(B) The item is a qualified plan award (as defined in paragraph (d) of this section); or

(iv) In the case of a taxable year of a taxpayer ending before August 13, 1981, an item of tangible personal property having a cost to the taxpayer not in excess of $100 which is awarded to an employee of the taxpayer by reason of the employee's length of service (including an award upon retirement) or safety achievement.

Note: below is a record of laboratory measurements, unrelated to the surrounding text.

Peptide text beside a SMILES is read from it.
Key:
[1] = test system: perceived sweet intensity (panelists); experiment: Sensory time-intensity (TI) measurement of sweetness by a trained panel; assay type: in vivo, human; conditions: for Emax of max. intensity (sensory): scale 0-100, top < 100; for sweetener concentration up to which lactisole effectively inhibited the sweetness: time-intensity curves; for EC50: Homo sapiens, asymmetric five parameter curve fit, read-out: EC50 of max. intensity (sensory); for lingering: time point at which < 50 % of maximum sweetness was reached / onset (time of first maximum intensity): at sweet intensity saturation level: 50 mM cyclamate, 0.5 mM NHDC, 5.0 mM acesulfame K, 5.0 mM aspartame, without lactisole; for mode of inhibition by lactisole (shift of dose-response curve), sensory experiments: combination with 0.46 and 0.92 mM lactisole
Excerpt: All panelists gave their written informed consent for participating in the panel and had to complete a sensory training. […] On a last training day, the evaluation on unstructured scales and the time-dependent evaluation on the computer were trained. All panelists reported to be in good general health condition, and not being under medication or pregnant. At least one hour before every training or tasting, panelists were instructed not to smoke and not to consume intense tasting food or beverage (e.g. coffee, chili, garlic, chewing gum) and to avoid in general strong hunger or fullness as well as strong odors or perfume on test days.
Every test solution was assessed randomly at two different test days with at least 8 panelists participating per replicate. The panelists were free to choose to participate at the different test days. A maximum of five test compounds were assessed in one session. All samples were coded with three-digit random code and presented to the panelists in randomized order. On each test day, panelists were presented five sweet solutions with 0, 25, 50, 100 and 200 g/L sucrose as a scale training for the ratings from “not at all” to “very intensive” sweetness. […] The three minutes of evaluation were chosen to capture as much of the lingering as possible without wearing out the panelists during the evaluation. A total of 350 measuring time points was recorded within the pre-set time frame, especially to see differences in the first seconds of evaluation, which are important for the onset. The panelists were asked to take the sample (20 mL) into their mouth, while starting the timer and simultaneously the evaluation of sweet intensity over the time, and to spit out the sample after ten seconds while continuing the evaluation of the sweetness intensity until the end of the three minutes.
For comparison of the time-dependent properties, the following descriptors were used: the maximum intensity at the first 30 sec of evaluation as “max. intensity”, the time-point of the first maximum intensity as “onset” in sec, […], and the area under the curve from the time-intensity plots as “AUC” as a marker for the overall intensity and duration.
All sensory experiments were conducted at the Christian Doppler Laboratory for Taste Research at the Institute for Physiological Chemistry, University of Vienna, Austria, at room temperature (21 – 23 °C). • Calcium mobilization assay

For purposes of paragraphs (b)(2) (iii) and (iv) of this section, the term tangible personal property does not include cash or any gift certificate other than a nonnegotiable gift certificate conferring only the right to receive tangible personal property. Thus, for example, if a nonnegotiable gift certificate entitles an employee to choose between selecting an item of merchandise or receiving cash or reducing the balance due on his account with the issuer of the gift certificate, the gift certificate is not tangible personal property for purposes of this section. To the extent that an item is not treated as a gift for purposes of this section, the deductibility of the expense of the item is not governed by this section, and the taxpayer need not take such item into account in determining whether the $25 limitation on gifts to any individual has been exceeded. For example, if an employee receives by reason of his length of service a gift of an item of tangible personal property that costs the employer $450, the deductibility of only $50 ($450 minus $400) is governed by this section, and the employer takes the $50 into account for purposes of the $25 limitation on gifts to that employee. The fact that an item is wholly or partially excepted from the applicability of this section has no effect in determining whether the value of the item is includible in the gross income of the recipient. For rules relating to the taxability to the recipient of any item described in this subparagraph, see sections 61, 74, and 102 and the regulations thereunder. For rules relating to the deductibility of employee achievement awards awarded after December 31, 1986, see section 274 (j).